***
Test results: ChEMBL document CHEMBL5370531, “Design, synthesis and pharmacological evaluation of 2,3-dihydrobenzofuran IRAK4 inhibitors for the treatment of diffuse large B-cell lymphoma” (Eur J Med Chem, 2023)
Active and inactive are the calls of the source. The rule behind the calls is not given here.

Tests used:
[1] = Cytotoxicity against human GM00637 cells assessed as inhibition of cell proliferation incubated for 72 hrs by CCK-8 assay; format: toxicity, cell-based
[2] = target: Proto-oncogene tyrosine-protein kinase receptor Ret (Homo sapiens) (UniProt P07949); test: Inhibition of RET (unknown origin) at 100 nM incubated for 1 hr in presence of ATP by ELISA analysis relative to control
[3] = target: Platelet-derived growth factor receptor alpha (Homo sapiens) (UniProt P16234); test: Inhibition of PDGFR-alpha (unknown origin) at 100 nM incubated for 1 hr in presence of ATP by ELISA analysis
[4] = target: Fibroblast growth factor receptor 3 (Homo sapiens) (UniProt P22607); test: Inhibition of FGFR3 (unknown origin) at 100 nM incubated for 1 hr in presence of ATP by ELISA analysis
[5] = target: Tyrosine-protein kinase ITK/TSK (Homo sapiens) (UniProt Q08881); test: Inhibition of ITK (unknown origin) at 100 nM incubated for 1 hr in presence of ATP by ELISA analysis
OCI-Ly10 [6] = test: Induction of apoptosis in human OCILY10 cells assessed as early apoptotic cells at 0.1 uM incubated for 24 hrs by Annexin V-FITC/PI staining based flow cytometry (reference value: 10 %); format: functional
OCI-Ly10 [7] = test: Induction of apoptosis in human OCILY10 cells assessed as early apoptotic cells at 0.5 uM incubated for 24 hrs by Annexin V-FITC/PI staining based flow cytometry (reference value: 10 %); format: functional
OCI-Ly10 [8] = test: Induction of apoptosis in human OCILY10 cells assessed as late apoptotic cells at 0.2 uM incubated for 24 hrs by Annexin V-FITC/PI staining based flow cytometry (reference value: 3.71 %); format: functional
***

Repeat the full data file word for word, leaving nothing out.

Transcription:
Test results: ChEMBL document CHEMBL5370531, “Design, synthesis and pharmacological evaluation of 2,3-dihydrobenzofuran IRAK4 inhibitors for the treatment of diffuse large B-cell lymphoma” (Eur J Med Chem, 2023)
Active and inactive are the calls of the source. The rule behind the calls is not given here.

Tests used:
[1] = Cytotoxicity against human GM00637 cells assessed as inhibition of cell proliferation incubated for 72 hrs by CCK-8 assay; format: toxicity, cell-based
[2] = target: Proto-oncogene tyrosine-protein kinase receptor Ret (Homo sapiens) (UniProt P07949); test: Inhibition of RET (unknown origin) at 100 nM incubated for 1 hr in presence of ATP by ELISA analysis relative to control
[3] = target: Platelet-derived growth factor receptor alpha (Homo sapiens) (UniProt P16234); test: Inhibition of PDGFR-alpha (unknown origin) at 100 nM incubated for 1 hr in presence of ATP by ELISA analysis
[4] = target: Fibroblast growth factor receptor 3 (Homo sapiens) (UniProt P22607); test: Inhibition of FGFR3 (unknown origin) at 100 nM incubated for 1 hr in presence of ATP by ELISA analysis
[5] = target: Tyrosine-protein kinase ITK/TSK (Homo sapiens) (UniProt Q08881); test: Inhibition of ITK (unknown origin) at 100 nM incubated for 1 hr in presence of ATP by ELISA analysis
OCI-Ly10 [6] = test: Induction of apoptosis in human OCILY10 cells assessed as early apoptotic cells at 0.1 uM incubated for 24 hrs by Annexin V-FITC/PI staining based flow cytometry (reference value: 10 %); format: functional
OCI-Ly10 [7] = test: Induction of apoptosis in human OCILY10 cells assessed as early apoptotic cells at 0.5 uM incubated for 24 hrs by Annexin V-FITC/PI staining based flow cytometry (reference value: 10 %); format: functional
OCI-Ly10 [8] = test: Induction of apoptosis in human OCILY10 cells assessed as late apoptotic cells at 0.2 uM incubated for 24 hrs by Annexin V-FITC/PI staining based flow cytometry (reference value: 3.71 %); format: functional